Local health officials say there is little evidence Salem restaurants and bars are helping spread Covid

Libby Anderson serves coffee at Archive with a mask and safe distancing on June 17, 2020. (Cathy Cheney/Salem Reporter)

Diners have been cut off from sitting down for meals in the Salem area and county officials say they aren’t sure that’s a necessary move to contain the coronavirus. 

Authorities in Marion and Polk counties say they have seen no evidence that Covid is spreading because people are in restaurants and bars. Their tracking of infected people hasn’t revealed any pattern linking the illness to those establishments. 

But the state’s top health official said that while the Oregon Health Authority can’t prove the restaurant link, the mechanics of Covid spread make such businesses a likely place for infections to spread. 

Gov. Kate Brown’s order effective on Wednesday to limit restaurants and bars to takeout service only has puzzled and even angered the business community, legislators and county officials. Brown invoked the limit for at least two weeks but warned they could stay in place in counties where Covid remains out of control. 

The impact has been immediate. Restaurants and bars said they were laying off employees just as the holiday season starts up. Some are closing altogether. 

Brown acted as state cases climbed to record numbers, Portland hospitals started limiting services, and other governors across the country began imposing new Covid restrictions. 

Marion County recorded 759 new infections in the past week but Marion County health officials said they’re not yet worried about the region’s hospital capacity. They noted that most of the new cases are among younger residents who are less likely to become seriously ill. 

Craig Pope, Polk County commissioner, said he wants to help Oregon get the virus’ spread under control, but it’s hard for him to see state restrictions as science-based when the county’s health department hasn’t tied Covid spread back to restaurants. 

“Show us the data. Because in Polk County, we can’t point to any of these completely closed businesses with contact tracing data that supports that,” Pope said. He said he and other county commissioners weren’t consulted before the latest round of restrictions were rolled out.

Liz Merah, Brown’s press secretary, said the governor is consulting with all commissioners about a path toward reopening. She said the restrictions are an effort to balance slowing the virus’ spread with keeping businesses open.

“The majority of the increased cases we have been seeing over the past few weeks are not linked to any specific outbreaks, but rather reflective of sporadic community spread. This is a dangerous situation. It means the virus is out there, spreading in our communities, making it very difficult to trace. There is ample nationwide data that eating indoors in enclosed spaces poses risks for spreading COVID-19,” Merah wrote in an email.

Marion and Polk county officials said their data doesn’t indicate significant restaurant transmission of Covid, and they’re frustrated by the state giving more weight to outbreak data from other states than what is occurring locally.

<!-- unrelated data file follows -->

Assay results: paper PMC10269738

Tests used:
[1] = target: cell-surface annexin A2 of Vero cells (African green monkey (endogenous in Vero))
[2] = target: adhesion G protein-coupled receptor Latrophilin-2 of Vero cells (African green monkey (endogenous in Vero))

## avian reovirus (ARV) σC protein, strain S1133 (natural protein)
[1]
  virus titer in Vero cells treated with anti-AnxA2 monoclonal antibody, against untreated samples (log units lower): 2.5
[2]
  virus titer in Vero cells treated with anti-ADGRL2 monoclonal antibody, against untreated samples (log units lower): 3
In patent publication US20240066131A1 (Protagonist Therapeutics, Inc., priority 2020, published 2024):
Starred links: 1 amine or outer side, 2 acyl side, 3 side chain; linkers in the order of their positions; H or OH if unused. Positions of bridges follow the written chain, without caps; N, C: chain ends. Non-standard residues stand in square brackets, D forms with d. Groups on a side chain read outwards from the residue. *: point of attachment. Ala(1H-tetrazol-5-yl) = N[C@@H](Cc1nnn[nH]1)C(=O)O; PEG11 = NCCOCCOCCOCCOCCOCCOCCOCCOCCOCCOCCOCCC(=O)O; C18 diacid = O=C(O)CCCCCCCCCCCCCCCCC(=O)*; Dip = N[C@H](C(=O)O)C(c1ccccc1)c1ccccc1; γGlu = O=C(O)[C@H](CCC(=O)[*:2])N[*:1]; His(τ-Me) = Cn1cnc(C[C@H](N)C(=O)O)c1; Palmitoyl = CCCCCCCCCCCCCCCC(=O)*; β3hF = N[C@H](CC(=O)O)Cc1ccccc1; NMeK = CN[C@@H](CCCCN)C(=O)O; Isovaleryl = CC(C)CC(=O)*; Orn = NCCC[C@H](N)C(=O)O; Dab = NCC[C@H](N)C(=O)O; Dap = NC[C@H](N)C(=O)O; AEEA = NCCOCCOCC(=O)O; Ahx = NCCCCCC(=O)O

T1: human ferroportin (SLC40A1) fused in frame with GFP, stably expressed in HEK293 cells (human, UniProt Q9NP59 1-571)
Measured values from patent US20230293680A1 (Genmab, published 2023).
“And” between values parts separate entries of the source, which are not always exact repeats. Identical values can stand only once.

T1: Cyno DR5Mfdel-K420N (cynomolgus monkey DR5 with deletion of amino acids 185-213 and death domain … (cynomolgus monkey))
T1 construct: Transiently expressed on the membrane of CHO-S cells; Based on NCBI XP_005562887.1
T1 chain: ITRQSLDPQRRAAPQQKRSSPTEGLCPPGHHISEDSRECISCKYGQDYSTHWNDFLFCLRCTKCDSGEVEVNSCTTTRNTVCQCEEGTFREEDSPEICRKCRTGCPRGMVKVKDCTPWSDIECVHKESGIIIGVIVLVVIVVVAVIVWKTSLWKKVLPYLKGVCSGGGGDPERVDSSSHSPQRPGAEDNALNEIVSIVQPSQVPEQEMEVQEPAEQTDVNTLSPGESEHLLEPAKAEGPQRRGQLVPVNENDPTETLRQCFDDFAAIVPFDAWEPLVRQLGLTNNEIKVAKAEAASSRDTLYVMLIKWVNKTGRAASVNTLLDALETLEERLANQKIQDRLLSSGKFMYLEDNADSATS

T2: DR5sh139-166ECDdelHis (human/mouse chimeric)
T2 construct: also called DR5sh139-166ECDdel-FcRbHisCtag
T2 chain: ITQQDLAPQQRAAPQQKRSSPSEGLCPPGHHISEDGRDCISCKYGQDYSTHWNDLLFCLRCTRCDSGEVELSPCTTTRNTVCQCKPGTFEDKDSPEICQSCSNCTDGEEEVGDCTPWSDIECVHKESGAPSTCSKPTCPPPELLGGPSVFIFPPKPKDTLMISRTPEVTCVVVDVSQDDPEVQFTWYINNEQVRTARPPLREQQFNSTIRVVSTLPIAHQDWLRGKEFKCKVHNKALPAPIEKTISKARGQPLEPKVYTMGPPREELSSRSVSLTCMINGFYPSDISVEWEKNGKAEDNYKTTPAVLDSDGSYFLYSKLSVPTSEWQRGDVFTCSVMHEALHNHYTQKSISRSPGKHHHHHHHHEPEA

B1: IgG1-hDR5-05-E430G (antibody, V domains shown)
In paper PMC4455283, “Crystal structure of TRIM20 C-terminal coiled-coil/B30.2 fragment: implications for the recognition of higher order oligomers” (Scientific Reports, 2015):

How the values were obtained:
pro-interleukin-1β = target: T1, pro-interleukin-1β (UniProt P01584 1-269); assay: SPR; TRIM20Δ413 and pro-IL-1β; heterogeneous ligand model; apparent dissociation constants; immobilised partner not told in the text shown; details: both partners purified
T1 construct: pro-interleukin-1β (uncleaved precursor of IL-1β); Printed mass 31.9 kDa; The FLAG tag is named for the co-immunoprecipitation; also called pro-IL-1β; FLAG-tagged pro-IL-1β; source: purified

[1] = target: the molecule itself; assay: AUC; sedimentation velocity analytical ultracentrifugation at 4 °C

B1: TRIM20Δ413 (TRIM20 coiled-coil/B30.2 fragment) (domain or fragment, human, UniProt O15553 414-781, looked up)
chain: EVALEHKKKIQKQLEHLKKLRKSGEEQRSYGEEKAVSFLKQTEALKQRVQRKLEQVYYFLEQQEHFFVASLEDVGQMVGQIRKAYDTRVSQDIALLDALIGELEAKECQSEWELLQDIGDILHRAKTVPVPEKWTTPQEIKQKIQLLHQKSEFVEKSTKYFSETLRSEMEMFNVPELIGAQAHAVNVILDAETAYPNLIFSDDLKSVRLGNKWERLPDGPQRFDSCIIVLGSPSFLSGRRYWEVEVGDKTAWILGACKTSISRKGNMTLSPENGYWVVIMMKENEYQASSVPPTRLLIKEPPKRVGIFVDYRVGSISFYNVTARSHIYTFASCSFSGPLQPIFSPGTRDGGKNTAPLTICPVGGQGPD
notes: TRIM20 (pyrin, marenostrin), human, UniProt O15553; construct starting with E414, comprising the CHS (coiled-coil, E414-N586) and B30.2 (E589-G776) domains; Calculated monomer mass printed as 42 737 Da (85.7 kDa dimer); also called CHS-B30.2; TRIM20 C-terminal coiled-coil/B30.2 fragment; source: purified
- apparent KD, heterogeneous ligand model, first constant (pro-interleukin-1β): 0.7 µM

The Oregon AFL-CIO used state outbreak reports to identify 274 cases of Covid tied to 24 restaurant outbreaks around the state. That’s out of more than 60,000 infections reported since the pandemic started in February. 

The restaurant industry points to such information in questioning Brown order to stop dine-in service. 

Jason Brandt, president and CEO of the Oregon Restaurant and Lodging Association, reiterated the industry response to the new shutdown pointing out that Oregon Health Authority data doesn’t show restaurants or bars to be a large driver of new infections. He also pointed to remarks from the governor and public health officials that home gatherings, where people are less likely to social distance or wear masks, have been a source of the virus’ spread. 

“There’s a widespread problem with the level of comfort we all have in private settings, and the tendency to feel more comfortable with people that you know, and trust,” he said. 

He said that restaurants have been following public health protocols with masks, sanitization and distancing that aren’t present in private settings. 

While Oregon reports specific business outbreaks, they’re only disclosed when five or more cases are tied to one location. The state has not published data about the total number of cases or outbreaks tied to the restaurant industry.

Other states have reported a far larger share of cases related to restaurant outbreaks, the New York Times reported. In Washington, restaurants have been tied to 151 Covid outbreaks statewide this year – more than any other type of non-healthcare business. The state’s rules for restaurants during the pandemic are similar to Oregon’s. 

Dr. Dean Sidelinger, state epidemiologist with Oregon Health Authority, told Salem Reporter linking Covid infections to a bar or restaurant is difficult. He said the state likely is underreporting cases that can be tied to restaurants. 

Someone who gets Covid may have reported eating in a restaurant and attending a party with the same group of people, for example. 

“If there’s multiple possibilities about where they’ve been infected, we don’t necessarily link that to a bar or restaurant,” Sidelinger said. “That doesn’t necessarily mean that transmission is not happening there.” 

Restaurants, he said, have circumstances in which the virus is known to spread best: people are maskless and talking, often loudly, which increases the projection of virus-carrying droplets into the air, and they’re in enclosed spaces.